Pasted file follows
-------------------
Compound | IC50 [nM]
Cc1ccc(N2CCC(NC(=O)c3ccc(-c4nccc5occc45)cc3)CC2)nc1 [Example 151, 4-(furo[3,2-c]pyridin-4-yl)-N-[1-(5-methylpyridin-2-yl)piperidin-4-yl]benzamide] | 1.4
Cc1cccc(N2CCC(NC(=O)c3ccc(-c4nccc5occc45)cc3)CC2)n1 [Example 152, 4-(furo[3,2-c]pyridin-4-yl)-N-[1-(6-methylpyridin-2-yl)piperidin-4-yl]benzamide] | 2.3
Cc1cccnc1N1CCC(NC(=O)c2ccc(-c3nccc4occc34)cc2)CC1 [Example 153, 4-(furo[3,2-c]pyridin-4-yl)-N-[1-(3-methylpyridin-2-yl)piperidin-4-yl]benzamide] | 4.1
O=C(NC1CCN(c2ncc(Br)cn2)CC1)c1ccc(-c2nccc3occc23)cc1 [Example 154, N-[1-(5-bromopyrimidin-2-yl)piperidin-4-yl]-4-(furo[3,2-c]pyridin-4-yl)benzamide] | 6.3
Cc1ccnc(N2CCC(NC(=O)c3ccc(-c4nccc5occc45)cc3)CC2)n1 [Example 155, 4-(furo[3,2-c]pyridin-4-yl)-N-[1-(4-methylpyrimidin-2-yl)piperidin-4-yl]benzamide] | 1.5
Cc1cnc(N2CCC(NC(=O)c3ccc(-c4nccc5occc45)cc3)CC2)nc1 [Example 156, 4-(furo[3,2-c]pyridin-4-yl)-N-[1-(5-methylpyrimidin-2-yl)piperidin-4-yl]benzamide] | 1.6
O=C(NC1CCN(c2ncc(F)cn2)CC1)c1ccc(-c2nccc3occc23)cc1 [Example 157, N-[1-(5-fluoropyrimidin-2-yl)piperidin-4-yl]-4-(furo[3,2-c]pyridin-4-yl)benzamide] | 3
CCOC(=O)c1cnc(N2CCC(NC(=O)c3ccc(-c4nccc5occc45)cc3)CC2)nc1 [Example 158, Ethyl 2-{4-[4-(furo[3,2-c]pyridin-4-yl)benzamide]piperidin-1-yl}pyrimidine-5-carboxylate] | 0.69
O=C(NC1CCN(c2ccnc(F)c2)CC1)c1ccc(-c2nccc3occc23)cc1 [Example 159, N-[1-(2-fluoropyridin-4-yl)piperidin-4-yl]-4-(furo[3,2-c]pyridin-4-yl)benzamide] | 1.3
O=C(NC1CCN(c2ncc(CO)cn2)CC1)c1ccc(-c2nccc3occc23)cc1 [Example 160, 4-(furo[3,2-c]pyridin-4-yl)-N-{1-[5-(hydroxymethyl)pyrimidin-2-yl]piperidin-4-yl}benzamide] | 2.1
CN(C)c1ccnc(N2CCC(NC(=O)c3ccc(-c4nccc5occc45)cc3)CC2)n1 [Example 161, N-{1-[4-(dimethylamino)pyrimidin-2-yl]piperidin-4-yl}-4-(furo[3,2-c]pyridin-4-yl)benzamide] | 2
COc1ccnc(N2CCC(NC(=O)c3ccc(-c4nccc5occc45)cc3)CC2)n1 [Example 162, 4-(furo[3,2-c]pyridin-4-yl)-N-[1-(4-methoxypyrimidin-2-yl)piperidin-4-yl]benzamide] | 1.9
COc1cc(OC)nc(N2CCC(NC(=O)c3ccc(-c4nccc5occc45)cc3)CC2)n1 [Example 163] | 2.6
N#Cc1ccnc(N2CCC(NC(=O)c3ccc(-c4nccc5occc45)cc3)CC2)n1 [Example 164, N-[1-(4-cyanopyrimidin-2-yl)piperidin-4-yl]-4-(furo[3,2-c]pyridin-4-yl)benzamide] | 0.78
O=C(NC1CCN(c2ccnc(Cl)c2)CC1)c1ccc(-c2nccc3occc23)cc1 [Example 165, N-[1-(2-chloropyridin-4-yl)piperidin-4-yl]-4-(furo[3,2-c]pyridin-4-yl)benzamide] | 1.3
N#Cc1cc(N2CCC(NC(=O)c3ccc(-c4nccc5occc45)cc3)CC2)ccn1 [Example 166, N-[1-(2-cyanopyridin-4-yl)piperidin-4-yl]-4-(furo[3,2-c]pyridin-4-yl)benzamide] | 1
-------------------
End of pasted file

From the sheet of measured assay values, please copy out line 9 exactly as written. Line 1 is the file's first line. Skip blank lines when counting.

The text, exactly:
CCOC(=O)c1cnc(N2CCC(NC(=O)c3ccc(-c4nccc5occc45)cc3)CC2)nc1 [Example 158, Ethyl 2-{4-[4-(furo[3,2-c]pyridin-4-yl)benzamide]piperidin-1-yl}pyrimidine-5-carboxylate] | 0.69